The current turmoil in the eurozone bond markets shows striking parallels to the situation in autumn 2008. Then, bank depositors had lost confidence in the stability of the institutions holding their assets, and the threat of a run on a bank could only be avoided by comprehensive government guarantees for all banks. Today, we are observing a bond-run: a self-fulfilling crisis of confidence in the stability of most eurozone sovereign borrowers. This is driving long-term rates up, so that for more countries a temporary liquidity problem is becoming a permanent solvency problem. As regulators still treat government bonds as the safe core of the financial system, this spiral threatens the stability of financial institutions not only in the eurozone but also in the rest of the world. It intensifies the recessionary tendencies in the global economy so that, in turn, the financial situation of governments becomes worse. It is a vicious circle.

It can be broken only by stopping the bond run as soon as possible. One way out would be a joint liability for the debt of eurozone members. But, as the reaction of Angela Merkel’s government to a recent proposal of the German Council of Economic Experts has shown, the prospects for such a solution are not good.

One option is the Soros plan, as outlined in the Financial Times on October 24. The authorities would use the European Financial Stability Facility to enable the European Central Bank to act as a lender of last resort without violating its statutes. The ECB would provide almost unlimited amounts of liquidity while the EFSF guaranteed the bank against the solvency risks that it would incur. Acting together, they could resolve the liquidity problems facing the banks and enable fiscally-responsible governments to issue Treasury bills for less than 1 per cent.

Unfortunately, policymakers have not even started to consider this plan seriously. They originally envisaged the EFSF as a way of guaranteeing government bonds. They would have to reorient their thinking if the rescue fund were to be used to guarantee the banking system. In July, when the EFSF was proposed, it would have been large enough to take care of Greece, Portugal and Ireland. Since then, contagion has spread to Italy and Spain and efforts to leverage the EFSF have run into difficulties.

Since the Soros plan would take time to prepare, in the interim the ECB would be faced with a rapidly deteriorating situation on its own. Last week, the Bundesbank’s president questioned the right of the ECB to act as a lender of last resort. The following day, contagion spread to the rest of the eurozone. The markets are testing the ECB.

It is imperative that the ECB should not fail that test. The central bank must stop the bond-run at all costs because it is endangering the stability of the euro. The best way to do it is to impose a ceiling on the yield of sovereign bonds issued by governments that follow responsible fiscal policies and are not subject to adjustment programmes. The ceiling could be initially fixed, at say 5 per cent, and gradually lowered. By standing ready to buy unlimited amounts, the ECB would, in effect, turn the interest rate ceiling into a floor from which bond prices would gradually rise without the ECB having to buy unlimited amounts.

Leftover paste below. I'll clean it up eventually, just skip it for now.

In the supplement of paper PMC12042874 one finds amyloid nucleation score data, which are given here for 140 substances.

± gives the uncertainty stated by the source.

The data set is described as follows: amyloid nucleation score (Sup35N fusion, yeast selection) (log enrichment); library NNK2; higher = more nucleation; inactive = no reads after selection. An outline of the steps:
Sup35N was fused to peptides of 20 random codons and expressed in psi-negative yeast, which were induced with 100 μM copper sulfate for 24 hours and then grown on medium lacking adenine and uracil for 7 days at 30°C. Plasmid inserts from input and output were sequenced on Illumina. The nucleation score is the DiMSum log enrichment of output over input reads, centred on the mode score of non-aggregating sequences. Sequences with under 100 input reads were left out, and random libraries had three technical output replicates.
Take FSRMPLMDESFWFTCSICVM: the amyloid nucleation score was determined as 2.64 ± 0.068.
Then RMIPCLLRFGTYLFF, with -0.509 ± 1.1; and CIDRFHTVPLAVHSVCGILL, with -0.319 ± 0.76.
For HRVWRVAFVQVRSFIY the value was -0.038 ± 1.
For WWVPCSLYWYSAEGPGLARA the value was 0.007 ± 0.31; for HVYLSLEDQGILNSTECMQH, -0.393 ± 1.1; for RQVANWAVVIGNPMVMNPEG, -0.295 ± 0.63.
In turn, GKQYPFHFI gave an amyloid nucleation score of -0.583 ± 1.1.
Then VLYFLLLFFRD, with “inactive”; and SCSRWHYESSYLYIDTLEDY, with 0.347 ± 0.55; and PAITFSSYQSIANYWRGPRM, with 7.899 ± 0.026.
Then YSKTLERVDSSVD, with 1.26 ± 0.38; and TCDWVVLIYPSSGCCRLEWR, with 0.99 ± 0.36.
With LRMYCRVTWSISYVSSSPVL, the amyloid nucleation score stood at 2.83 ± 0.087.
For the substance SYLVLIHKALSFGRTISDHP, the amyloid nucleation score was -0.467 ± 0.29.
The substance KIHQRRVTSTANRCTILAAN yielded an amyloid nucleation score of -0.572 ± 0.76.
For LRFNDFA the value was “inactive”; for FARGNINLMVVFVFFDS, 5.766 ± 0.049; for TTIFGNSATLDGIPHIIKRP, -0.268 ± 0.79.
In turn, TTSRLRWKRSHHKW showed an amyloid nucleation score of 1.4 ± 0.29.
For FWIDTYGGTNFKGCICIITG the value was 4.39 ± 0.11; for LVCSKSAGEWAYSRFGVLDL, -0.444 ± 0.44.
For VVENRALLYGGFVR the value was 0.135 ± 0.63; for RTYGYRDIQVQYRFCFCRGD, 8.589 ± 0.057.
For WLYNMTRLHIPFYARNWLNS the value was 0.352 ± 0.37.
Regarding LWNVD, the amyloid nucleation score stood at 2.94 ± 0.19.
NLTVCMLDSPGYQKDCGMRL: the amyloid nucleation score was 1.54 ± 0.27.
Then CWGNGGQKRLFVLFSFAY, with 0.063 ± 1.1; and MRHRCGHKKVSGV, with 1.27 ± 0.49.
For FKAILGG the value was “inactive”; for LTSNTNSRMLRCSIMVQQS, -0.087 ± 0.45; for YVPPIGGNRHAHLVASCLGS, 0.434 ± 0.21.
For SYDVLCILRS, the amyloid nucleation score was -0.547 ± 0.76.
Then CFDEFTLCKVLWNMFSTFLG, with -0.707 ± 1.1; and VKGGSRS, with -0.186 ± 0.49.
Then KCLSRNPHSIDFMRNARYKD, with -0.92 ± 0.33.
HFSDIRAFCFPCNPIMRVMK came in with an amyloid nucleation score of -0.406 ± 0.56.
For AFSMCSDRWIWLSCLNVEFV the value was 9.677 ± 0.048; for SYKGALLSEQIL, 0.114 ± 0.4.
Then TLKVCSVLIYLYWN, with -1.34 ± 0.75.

Normally, central banks fix only short-term interest rates, but these are not normal times. Government bonds that were considered risk-free when financial institutions acquired them, and are still treated as such by the regulators, have turned into the riskiest of assets. Italian and Spanish bonds are viewed as too risky to buy with a yield of 7 per cent because they are regarded as toxic, and the yield could just as easily rise to 10 per cent. Yet the same bonds would be attractive long-term investments in the current deflationary environment, at, say, 4 per cent, as long as the excessive risk was removed by imposing a 5 per cent ceiling on interest rates.

The recent bond runs have developed because authorities clash on the propriety of bond purchases by the ECB. The Bundesbank remains vociferously opposed. However, the deflationary threat is real and is beginning to be recognised even in Germany. The statutes of the ECB call for the maintenance of price stability and that requires equal diligence with regard to inflation and deflation. The asymmetry is not in the statutes of the ECB but in the minds of Germans who have been traumatised by hyperinflation. Yet, the board of the ECB is an authority whose independence has to be respected even by the Bundesbank.

The interest rate ceiling should be regarded as an emergency measure. In the medium term it could encourage politicians to abandon fiscal discipline. In Italy, for example, Silvio Berlusconi will be waiting for his successor Mario Monti to trip up. Therefore, the breathing space gained by imposing it should be used to establish appropriate fiscal rules and to devise a growth strategy that would enable the eurozone to grow out of its excessive indebtedness.

Peter Bofinger is professor of economics at Würzburg university. George Soros is chairman of Soros Fund Management

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